Brazil: Parody Blog Censored

This is a guest blog entry from Paul Martins, the coordinator of ARTICLE 19 Brazil. For more information, please contact Rebecca Vincent at: paula [ at ] article19 [ dot ] org.

Falha: Create Your Headline

Brazilian freedom of expression groups, including ARTICLE 19, are organizing a campaign in support of brother bloggers Lino and Mario Bocchini, who have been sued by the newspaper Folha de Sao Paulo due to the content disseminated on-line on their blog Falha de Sao Paulo. The Brazilian judiciary issued a provisional decision in the case filed against the blog, ordering its removal from the internet. The blog has been under what the brothers call “censorship” for almost 80 days now. The lawsuit may result in the payment of indemnification for moral damages in an amount to be defined by the judging magistrate, at its discretion.

During 2010 Brazilian electoral campaign, bloggers Lino and Mário Ito Bocchini created Falha de Sao Paulo, a blog dedicated to humour, political satire and journalism. The word “falha” means “failure” in Portuguese. The blog draws on photomontage, jokes and other blog posts to satirise the work of the popular daily newspaper Folha.

The blog was clearly created as a parody, in the same vein as previous media outlets, including the magazine Bundas (“Asses”) and Caras (“Faces”), which were broadly disseminated in newsstands all over the country in the 90’s.

The newspaper Folha de Sao Paulo, however, decided to sue the bloggers on the grounds that they were making unlawful use of a registered brand. According to the newspaper’s lawyers, the blog was seeking to profit from the confusion of internet users, who may mistake the blog for the official Folha de Sao Paulo websitewhen logging onto the site.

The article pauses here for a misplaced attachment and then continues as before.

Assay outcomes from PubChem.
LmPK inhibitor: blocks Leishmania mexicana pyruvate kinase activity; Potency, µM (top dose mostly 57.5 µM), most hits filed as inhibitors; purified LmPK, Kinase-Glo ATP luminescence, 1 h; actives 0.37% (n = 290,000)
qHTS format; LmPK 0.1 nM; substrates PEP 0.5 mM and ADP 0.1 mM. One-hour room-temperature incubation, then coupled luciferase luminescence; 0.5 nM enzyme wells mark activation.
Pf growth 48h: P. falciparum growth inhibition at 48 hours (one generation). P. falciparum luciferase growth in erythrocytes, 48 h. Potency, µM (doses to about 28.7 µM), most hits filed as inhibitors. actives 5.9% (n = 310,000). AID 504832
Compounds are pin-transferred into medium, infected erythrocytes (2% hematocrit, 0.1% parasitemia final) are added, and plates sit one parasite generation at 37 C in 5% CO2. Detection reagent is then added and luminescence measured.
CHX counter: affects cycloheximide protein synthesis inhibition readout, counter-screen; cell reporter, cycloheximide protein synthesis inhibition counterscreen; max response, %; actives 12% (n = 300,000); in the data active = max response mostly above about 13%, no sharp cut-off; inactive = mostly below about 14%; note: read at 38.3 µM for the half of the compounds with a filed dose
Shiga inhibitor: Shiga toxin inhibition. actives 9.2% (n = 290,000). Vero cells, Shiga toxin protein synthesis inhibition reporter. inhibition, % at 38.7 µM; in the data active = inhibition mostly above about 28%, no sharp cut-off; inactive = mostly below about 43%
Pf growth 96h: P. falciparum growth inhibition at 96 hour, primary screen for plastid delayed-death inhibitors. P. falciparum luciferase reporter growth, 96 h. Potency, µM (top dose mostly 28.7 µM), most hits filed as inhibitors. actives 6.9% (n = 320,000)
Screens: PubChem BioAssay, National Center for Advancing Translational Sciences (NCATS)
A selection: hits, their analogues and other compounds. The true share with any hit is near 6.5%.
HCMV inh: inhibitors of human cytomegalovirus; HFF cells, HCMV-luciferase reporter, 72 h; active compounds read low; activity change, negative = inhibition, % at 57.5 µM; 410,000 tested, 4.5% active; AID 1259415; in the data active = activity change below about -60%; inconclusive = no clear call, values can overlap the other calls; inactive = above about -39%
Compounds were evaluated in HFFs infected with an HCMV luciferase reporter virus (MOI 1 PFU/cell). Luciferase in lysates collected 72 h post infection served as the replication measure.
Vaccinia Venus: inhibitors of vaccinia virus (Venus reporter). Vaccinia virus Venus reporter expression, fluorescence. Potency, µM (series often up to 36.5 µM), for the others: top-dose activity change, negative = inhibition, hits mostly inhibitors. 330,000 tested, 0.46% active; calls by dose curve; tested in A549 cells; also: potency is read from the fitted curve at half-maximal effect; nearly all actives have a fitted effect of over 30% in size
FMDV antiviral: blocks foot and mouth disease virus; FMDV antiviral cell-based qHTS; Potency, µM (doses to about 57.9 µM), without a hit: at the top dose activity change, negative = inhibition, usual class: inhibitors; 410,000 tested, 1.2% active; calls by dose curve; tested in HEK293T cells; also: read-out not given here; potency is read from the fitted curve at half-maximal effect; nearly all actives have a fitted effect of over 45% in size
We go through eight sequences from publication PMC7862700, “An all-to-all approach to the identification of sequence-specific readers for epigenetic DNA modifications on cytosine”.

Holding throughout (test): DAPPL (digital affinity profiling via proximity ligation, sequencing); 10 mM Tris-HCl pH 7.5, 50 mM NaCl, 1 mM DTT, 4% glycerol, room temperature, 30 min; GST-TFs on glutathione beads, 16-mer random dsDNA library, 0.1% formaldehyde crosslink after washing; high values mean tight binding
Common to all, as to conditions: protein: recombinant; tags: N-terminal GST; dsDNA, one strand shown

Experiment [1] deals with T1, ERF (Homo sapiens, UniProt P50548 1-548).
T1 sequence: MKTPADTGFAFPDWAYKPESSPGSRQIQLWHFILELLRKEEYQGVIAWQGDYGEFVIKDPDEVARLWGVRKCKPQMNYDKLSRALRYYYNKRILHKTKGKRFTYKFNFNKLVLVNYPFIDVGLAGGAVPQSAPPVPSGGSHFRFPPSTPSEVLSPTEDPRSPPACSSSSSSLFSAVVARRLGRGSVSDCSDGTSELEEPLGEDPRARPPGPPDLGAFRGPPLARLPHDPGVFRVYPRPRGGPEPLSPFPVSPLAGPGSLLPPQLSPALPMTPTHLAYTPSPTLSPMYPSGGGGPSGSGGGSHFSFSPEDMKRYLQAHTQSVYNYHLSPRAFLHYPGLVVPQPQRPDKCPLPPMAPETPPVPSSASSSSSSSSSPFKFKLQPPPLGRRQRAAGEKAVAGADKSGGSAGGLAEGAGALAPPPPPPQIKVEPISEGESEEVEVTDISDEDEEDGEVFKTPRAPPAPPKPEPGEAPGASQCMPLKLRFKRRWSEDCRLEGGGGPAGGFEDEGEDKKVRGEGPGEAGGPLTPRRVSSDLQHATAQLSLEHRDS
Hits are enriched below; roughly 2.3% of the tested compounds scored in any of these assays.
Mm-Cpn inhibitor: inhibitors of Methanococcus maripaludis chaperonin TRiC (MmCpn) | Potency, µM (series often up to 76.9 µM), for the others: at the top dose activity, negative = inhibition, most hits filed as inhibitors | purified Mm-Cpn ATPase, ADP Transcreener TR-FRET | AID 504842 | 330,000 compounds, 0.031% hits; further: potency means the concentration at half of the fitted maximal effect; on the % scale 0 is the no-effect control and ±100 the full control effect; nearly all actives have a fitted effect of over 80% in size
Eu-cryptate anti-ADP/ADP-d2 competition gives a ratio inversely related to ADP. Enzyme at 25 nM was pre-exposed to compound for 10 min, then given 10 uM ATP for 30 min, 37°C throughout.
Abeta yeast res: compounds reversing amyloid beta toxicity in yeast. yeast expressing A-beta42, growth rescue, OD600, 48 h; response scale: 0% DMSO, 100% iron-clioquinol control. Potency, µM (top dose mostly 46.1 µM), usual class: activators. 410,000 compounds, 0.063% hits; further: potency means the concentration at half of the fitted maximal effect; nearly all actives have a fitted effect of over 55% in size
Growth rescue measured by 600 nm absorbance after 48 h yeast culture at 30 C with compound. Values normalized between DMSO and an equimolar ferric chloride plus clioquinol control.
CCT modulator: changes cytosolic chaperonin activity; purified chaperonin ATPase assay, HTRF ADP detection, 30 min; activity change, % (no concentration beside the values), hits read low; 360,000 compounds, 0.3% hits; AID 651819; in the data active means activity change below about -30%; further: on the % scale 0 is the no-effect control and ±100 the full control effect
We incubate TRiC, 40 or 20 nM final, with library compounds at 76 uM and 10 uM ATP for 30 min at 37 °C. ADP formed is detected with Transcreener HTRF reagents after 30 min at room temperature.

The blog, however, has no commercial purpose and carries no advertisement. The domain was registered under the bloggers’ names. The newspaper argued that the bloggers acted in bad faith in order to take advantage of the newspaper’s brand and reputation. These arguments are without any basis given the type of articles and other distinctive content found on the blog.

ARTICLE 19 believes the arguments raised by Folha de Sao Paulo in the lawsuit lack any merit and are advanced in a case which is clearly aimed at stifling any comments posted by the bloggers which are critical of the newspaper.

Through a provisional measure issued by a Sao Paulo judge, the blog has now been removed from the internet and the bloggers are forbidden to use the domain falhadesaopaulo.com.br. In the next stage of the case, the court will consider whether the brothers are liable to pay damages for moral harm caused to the newspaper.

ARTICLE 19 notes that there are no clear rules to determine the amount of damages to be awarded in such cases. Furthermore, there are no rules at all establishing an upper limit for the amount of damages to be awarded.

ARTICLE 19 urges the Brazilian judiciary to consider Brazil’s international legal obligations on the right to freedom of expression and dismiss the case on the grounds that the bloggers were merely exercising their freedom to express their views and ideas on the work of the newspaper. Folha, as a media outlet that has been publicly defending freedom of press for many years, should adopt a more tolerant behaviour in relation to its critics.

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